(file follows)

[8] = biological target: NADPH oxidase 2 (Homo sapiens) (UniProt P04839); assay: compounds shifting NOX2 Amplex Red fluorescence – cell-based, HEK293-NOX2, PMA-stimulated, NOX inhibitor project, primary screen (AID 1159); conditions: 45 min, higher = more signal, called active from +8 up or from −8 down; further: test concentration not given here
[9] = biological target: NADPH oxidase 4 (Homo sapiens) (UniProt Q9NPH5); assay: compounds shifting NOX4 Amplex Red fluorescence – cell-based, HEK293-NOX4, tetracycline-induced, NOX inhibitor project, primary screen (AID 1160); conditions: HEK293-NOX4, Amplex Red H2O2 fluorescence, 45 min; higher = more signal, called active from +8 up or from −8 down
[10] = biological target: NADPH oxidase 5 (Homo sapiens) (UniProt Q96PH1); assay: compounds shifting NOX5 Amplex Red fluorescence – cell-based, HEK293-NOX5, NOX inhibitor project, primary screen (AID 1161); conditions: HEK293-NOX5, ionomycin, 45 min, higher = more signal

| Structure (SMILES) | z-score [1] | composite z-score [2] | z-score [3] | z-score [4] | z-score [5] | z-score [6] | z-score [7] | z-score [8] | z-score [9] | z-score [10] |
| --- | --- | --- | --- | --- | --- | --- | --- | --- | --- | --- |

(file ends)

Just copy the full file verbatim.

[8] = biological target: NADPH oxidase 2 (Homo sapiens) (UniProt P04839); assay: compounds shifting NOX2 Amplex Red fluorescence – cell-based, HEK293-NOX2, PMA-stimulated, NOX inhibitor project, primary screen (AID 1159); conditions: 45 min, higher = more signal, called active from +8 up or from −8 down; further: test concentration not given here
[9] = biological target: NADPH oxidase 4 (Homo sapiens) (UniProt Q9NPH5); assay: compounds shifting NOX4 Amplex Red fluorescence – cell-based, HEK293-NOX4, tetracycline-induced, NOX inhibitor project, primary screen (AID 1160); conditions: HEK293-NOX4, Amplex Red H2O2 fluorescence, 45 min; higher = more signal, called active from +8 up or from −8 down
[10] = biological target: NADPH oxidase 5 (Homo sapiens) (UniProt Q96PH1); assay: compounds shifting NOX5 Amplex Red fluorescence – cell-based, HEK293-NOX5, NOX inhibitor project, primary screen (AID 1161); conditions: HEK293-NOX5, ionomycin, 45 min, higher = more signal

| Structure (SMILES) | z-score [1] | composite z-score [2] | z-score [3] | z-score [4] | z-score [5] | z-score [6] | z-score [7] | z-score [8] | z-score [9] | z-score [10] |
| --- | --- | --- | --- | --- | --- | --- | --- | --- | --- | --- |